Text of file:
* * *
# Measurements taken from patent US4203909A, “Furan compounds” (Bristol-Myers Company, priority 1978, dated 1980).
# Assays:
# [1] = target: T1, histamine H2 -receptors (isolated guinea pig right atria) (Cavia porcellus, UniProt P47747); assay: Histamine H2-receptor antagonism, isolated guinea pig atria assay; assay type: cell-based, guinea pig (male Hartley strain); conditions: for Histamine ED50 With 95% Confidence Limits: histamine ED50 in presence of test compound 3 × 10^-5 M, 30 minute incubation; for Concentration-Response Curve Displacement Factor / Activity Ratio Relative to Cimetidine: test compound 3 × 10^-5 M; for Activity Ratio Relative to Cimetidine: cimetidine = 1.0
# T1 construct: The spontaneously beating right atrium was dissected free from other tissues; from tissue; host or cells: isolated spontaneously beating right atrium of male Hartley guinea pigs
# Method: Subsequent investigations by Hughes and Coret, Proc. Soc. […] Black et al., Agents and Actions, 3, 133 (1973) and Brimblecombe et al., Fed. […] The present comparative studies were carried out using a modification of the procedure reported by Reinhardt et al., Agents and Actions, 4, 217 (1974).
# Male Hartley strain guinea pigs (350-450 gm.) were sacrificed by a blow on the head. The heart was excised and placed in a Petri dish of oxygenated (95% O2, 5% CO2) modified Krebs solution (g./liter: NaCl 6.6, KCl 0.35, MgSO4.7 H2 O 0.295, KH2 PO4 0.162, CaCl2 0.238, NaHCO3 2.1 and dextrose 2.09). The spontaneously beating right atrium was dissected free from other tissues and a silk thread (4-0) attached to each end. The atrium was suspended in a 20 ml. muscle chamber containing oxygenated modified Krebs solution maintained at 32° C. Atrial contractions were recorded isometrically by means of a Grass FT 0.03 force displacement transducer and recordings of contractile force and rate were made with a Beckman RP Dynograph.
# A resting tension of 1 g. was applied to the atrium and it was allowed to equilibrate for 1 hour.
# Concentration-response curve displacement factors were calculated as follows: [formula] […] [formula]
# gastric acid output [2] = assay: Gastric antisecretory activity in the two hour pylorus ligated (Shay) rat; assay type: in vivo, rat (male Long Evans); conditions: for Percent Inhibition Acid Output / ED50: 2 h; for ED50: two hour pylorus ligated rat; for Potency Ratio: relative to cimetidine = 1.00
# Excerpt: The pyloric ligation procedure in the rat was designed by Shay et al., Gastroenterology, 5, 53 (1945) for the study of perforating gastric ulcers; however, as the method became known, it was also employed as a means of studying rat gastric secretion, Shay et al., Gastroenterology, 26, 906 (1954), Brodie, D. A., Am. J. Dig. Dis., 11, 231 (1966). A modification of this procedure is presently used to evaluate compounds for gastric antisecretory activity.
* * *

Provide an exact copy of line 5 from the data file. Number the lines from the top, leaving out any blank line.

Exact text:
# Method: Subsequent investigations by Hughes and Coret, Proc. Soc. […] Black et al., Agents and Actions, 3, 133 (1973) and Brimblecombe et al., Fed. […] The present comparative studies were carried out using a modification of the procedure reported by Reinhardt et al., Agents and Actions, 4, 217 (1974).